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Big screen has big problem; Theater needs to raise funds for digital projector or lose ability to show latest films
Monday marked the last time in the foreseeable future that the Colusa Theatre will be showing the latest in Hollywood films.
For years now, movie producers in Hollywood have been pushing for filmmakers and theaters alike to change from the long-used 35mm film to a digital format.
The cost of installing a new digital projector for the one-screen theater could run more than $50,000, theater owner Mark Wilkinson said.
"The theater has really only been able to pay its own bills for the last five years. It really hasn't been making money," he said. "There was an offer for all theaters, mainly geared toward independent theaters, where digital projector manufacturers offered incentives for changing over. It was actually a very great, generous offer, but it just wasn't viable for the economics of this theater."
But Wilkinson isn't giving up: On Nov. 2, the theater will be hosting a kickoff party for a campaign to "crowdsource" the funds for getting the equipment it needs.
The event will be catered by Tacos El Amigo and feature a live performance by Colusa County's own Highway 20 Band. The theater will be auctioning off movie and theater memorabilia — large and small.
"Several theaters in big cities and small towns have been very successful with this type of fundraising," Wilkinson said. "I was almost ready to kind of let it go out quietly, but a friend of mine talked to me and made the point, 'If the community is interested in this, then why not try it?'"
Luckily, for those members of the community who hold the historical theater dear to them, Wilkinson agreed.
In the meantime, the doors will remain open for rentals in an effort to raise funds for the conversion.
"A private group can rent the place as if it were a giant living room," Wilkinson said. "It will remain open and available to the community, including watching a movie with your friends. You can bring in a Blu-ray and we can put it up on the screen."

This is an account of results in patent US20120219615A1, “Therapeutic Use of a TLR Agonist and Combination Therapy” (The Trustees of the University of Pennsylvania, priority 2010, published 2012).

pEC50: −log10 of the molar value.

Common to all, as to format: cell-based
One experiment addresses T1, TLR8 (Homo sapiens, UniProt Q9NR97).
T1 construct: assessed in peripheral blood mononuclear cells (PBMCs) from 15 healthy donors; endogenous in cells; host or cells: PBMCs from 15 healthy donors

Making ends meet
Wilkinson also owns the bowling alley and has often been reliant on that business' success to make up for shortcomings at the theater. He figured out a formula to keep the theater open through the recession, and has continued to operate even with rising competition from home theaters.
"It was a narrowly escaped disaster in the fall of 2010 (after a dismal summer movie season) in the middle of the recession. I've pushed it forward as far as I can hoping for better times, but between the competition from home theaters and now this ..." he said. "Basically, the theater could have existed indefinitely if 35mm prints continued. As it stands, I just can't justify taking on any more debt.
"Although there are some 35mm films still being released, at this point, it's been over a year since the first time I couldn't show a popular movie," Wilkinson said.
While the theater has weathered similar challenges — such as when it upgraded its surround sound system in 1999 for "Star Wars Episode I The Phantom Menace" and had to change sound readers within the projectors in 2003-04 — the cost of keeping up with the state of the art was much less then, he said.
"First, the economy was in good shape then. Second, the changes were at most — for cost — only 25 percent of what we're looking at today," Wilkinson said.
End of an era
While the cost and efficiency of the distribution of digital films is an improvement over its 35mm film counterparts, Wilkinson is not convinced that the quality of digital film has yet to reach the 35mm's level of picture quality.
"This is a personal opinion, but 35mm film has improved drastically over the years. I don't think digital projection is at that point yet. I think that 35mm will become the 70mm of the past," Wilkinson said. "I think it will be limited to 10-12 theaters across the country at best. As a small theater, that is no longer an option (for us)."
He said he will miss the process of putting together sections of 35mm to piece together an entire film.
"(The process) is kind of neat. I've been able to show a few of the people who have worked here how the process works," Wilkinson said. "I tell them, 'You're it.' There won't be many people who know how to do that anymore. It's a fun process. It's not perfect; there is a little bit of art to it."
Shown movies since 1931
If there is one thing the Colusa Theatre has been since it first began to show movies, it is resilient. And owner Mike Wilkinson is optimistic the single-screen theater will once again weather the challenges of the changing times.
"This theater has been a movie theater since 1931. It survived a couple years of the Depression, and has weathered many, many storms in the past. It made it through the advent of television. Before broadcast news TV, this is where people in the town would come for their news. It's seen the rise and fall of black and white TV, cable, VCRs, video stores, book stores. ... It's seen all of this and stood through all of it," Wilkinson said.
"I think in the long term, there is always going to be a demand for a social gathering place such as this one, for people to come together and have a sort of shared experience when they see a show," he said. "I want to stress that through all this time, the theater has been an important gathering point for this community and that I owe a lot of thanks to the community and good friends for their support."